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Border Timbers struggles to exit judicial management

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MILLING and timber manufacturing company Border Timbers Limited’s (BTL) bid to exit judicial management remains in jeopardy as parties involved have not yet reached agreement, almost a year beyond the anticipated time frame.

BTL was placed under provisional judicial management in January 2015 and went into final judicial management in 2016 after failing to service its debts.

The company’s exit from judicial management was anticipated last year but it would have depended on the settlement of an ongoing dispute with creditors over US$125 million awarded by the International Centre for Settlement of Investment Disputes (ICSID).

In a trading update for the six months to 31 December 2020, the company’s judicial manager, Peter Bailey, said the matter remains pending.

“No finalisation has been reached from ongoing discussions with the other party to the claim. Discussions with the government will follow. Accordingly, the company will remain under judicial management for the foreseeable future,” he said.

Production volumes for both lumber and transmission poles for the six months to 31 December 2020 stood at 28 519 with net profit before tax reaching ZW$58.1 million.

During the period under review, lumber production was lower compared to the prior year due to disruptions in production and logistical bottlenecks caused by Covid-19 lockdown restrictions in the first quarter of the financial year.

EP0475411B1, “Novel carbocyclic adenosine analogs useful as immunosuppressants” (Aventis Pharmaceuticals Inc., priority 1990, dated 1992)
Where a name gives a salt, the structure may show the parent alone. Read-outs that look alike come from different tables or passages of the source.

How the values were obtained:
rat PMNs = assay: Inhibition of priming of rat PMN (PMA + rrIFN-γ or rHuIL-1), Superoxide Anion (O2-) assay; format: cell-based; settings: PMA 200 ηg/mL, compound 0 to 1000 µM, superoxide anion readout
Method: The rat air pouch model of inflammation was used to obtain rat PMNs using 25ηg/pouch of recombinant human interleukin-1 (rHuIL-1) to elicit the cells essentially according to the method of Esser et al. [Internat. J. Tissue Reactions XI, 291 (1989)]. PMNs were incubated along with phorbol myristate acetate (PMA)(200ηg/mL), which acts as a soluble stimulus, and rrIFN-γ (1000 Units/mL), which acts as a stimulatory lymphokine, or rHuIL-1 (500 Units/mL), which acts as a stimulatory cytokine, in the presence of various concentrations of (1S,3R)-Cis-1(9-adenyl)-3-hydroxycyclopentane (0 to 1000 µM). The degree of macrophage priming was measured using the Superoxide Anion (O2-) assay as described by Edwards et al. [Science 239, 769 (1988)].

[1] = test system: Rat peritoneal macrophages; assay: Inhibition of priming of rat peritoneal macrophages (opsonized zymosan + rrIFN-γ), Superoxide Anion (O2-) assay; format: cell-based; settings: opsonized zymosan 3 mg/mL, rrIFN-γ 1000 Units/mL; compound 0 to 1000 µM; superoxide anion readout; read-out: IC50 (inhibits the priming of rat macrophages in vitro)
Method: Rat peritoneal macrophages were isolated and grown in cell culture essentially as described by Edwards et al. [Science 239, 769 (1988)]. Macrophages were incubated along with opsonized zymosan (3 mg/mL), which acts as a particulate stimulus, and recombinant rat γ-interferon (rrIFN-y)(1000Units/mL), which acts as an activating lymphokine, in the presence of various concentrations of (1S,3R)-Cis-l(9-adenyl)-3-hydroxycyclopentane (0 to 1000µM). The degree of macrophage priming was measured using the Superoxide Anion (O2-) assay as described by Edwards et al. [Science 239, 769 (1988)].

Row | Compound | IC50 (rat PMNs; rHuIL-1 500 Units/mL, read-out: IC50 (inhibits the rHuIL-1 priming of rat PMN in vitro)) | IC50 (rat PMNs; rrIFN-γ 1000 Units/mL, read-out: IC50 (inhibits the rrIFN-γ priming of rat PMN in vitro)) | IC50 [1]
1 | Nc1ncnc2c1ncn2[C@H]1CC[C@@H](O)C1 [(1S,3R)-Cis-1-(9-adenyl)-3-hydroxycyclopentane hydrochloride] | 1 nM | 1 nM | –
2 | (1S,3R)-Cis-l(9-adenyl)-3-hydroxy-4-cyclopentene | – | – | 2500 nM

Demand for lumber remains very high both in the local market and the export market.

“Treated poles reflect a decline in production and sales volume compared to prior year, this was because of lower demand during Q2 (second quarter) of FY21 (full-year 2021) and the adverse effect of the Covid-19. However, measures are in place to further develop the export market with a view of increasing sales volumes,” Bailey said.

BTL hailed the business environment which remained on an improvement path mainly due to the local currency which has been relatively stable as well as inflation which registered a decline for the half-year under review. The relaxation of the Covid-19 lockdown restrictions, extension of trading hours and free movement of people improved the operating conditions and production of the business during the second quarter to December 2020.

“The gazetting of Statutory Instrument 185 of 2020 during the half year under review, on dual pricing policy was extremely encouraging on the business front as it ensured flexible business pricing strategies which significantly improved value preservation,” said Hailey.

Going forward, the company expects Covid-19 to continue taking a toll as the pandemic is not seen disappearing anytime soon, amid apprehension over the likelihood of a deadly third wave. — STAFF WRITER

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